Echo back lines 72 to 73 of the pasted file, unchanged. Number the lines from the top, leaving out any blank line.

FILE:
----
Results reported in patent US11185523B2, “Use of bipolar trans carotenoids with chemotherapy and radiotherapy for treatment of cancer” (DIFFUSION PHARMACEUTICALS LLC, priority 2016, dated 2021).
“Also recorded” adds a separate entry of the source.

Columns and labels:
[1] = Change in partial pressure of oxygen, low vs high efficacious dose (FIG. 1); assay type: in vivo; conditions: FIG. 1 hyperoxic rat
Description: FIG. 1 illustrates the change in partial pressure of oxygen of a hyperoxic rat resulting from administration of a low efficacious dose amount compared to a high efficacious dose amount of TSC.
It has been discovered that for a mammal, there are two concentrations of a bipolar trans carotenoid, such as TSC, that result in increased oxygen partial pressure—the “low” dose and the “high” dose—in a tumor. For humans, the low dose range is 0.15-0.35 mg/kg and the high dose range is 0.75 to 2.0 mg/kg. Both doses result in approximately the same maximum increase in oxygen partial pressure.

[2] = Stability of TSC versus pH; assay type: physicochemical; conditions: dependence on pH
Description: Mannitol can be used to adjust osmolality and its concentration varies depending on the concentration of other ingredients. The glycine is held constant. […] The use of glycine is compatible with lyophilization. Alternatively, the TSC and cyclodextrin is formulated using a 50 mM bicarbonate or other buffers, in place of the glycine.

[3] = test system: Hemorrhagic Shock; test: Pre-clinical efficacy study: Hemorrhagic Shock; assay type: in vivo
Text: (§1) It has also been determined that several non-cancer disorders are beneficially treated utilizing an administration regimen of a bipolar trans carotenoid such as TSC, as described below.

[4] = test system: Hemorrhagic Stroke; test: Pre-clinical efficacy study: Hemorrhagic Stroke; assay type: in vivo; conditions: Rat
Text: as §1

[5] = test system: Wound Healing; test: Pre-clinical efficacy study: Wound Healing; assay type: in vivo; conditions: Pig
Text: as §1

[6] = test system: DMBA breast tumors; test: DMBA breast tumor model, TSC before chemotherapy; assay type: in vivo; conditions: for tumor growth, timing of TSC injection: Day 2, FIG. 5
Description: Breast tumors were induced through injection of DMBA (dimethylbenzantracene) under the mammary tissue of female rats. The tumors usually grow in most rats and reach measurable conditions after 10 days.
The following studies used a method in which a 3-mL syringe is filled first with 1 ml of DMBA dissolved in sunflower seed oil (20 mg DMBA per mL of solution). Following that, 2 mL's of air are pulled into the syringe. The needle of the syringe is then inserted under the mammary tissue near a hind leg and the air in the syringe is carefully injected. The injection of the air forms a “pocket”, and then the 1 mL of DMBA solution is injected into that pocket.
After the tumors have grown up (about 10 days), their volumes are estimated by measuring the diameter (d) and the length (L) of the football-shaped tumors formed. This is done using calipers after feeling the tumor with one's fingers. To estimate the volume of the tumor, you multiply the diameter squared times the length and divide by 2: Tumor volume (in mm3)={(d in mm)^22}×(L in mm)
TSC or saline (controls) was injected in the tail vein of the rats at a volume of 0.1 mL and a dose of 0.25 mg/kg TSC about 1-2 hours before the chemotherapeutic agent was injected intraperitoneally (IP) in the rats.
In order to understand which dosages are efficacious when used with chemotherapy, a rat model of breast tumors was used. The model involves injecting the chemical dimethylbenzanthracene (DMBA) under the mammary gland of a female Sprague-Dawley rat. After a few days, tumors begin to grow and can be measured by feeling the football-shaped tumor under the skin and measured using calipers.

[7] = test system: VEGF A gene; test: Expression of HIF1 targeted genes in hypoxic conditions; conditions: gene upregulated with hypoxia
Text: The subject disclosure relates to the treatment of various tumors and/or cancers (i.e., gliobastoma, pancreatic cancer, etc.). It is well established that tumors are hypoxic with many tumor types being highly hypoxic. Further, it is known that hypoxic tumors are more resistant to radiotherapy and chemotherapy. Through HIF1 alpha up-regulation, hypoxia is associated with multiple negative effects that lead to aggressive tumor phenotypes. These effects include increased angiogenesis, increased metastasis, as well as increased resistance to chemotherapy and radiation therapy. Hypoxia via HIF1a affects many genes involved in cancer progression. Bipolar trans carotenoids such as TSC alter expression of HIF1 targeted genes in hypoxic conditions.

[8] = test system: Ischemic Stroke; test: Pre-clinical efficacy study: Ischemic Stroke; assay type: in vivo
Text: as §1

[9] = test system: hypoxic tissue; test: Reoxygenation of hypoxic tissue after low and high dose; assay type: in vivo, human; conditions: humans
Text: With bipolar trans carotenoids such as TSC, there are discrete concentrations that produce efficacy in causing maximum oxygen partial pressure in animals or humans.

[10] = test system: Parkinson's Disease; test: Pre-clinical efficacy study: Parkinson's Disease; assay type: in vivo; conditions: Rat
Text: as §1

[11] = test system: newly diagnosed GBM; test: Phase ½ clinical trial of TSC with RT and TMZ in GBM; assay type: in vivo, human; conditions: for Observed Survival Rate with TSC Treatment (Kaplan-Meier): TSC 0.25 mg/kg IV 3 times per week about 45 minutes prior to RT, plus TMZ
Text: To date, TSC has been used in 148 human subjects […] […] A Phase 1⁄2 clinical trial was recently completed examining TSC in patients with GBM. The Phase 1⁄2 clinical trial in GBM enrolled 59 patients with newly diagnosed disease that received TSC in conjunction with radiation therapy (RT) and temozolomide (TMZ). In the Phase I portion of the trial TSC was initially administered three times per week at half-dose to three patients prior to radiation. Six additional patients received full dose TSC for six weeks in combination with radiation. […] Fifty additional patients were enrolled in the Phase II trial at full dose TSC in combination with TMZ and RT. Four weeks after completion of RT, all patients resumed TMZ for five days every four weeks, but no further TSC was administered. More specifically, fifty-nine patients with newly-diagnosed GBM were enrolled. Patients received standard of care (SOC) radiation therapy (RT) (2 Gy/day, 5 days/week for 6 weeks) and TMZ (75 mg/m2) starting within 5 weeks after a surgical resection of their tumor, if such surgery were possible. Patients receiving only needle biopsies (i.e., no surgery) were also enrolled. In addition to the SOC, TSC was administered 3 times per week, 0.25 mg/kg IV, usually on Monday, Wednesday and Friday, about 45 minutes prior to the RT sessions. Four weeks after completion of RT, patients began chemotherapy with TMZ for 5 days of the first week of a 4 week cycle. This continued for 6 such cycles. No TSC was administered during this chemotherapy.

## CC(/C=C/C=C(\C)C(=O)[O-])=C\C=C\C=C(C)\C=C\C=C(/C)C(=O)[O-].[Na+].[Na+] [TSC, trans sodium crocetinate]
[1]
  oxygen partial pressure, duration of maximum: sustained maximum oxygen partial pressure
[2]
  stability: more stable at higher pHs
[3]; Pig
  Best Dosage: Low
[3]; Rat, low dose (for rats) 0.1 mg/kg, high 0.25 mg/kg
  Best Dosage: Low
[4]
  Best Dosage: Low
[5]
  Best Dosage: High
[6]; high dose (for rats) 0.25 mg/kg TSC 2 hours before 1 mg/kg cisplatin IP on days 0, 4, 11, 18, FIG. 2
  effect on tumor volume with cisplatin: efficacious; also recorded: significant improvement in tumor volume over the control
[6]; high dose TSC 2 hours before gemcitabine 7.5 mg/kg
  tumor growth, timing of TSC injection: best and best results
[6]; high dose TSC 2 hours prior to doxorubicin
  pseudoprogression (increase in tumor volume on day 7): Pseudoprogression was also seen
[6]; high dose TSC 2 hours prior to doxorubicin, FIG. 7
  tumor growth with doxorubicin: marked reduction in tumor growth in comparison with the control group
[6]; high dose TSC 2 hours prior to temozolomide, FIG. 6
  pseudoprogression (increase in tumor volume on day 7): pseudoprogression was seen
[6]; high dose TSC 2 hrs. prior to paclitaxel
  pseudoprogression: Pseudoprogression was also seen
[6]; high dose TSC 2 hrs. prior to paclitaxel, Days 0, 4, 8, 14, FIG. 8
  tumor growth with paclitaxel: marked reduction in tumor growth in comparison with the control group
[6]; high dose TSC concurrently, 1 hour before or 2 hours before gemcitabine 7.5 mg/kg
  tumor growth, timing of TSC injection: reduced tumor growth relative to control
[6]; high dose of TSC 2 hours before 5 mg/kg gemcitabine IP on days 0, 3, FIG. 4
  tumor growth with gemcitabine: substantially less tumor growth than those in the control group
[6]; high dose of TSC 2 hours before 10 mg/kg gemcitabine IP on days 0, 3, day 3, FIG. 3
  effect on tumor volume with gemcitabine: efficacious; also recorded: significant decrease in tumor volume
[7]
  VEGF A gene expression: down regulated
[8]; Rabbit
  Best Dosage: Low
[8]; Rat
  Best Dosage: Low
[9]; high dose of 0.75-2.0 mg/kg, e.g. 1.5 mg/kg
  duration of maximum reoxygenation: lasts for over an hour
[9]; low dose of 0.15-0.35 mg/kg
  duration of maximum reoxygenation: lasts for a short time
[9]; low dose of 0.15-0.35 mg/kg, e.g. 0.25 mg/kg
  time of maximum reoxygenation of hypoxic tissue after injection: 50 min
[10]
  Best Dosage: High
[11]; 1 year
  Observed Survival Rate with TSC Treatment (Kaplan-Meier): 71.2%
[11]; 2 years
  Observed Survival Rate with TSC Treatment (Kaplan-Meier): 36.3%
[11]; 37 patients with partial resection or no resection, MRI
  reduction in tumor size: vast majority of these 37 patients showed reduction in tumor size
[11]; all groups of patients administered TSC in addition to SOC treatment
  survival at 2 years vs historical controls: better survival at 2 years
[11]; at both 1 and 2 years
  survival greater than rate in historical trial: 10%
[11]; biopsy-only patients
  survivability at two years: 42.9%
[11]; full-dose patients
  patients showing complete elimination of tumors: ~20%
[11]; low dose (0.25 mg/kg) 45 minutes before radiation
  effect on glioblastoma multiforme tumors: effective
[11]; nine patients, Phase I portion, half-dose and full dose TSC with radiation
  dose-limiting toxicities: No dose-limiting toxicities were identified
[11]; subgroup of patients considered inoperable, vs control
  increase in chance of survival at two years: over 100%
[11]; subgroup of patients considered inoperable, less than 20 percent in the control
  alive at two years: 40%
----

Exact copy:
[9]; low dose of 0.15-0.35 mg/kg
  duration of maximum reoxygenation: lasts for a short time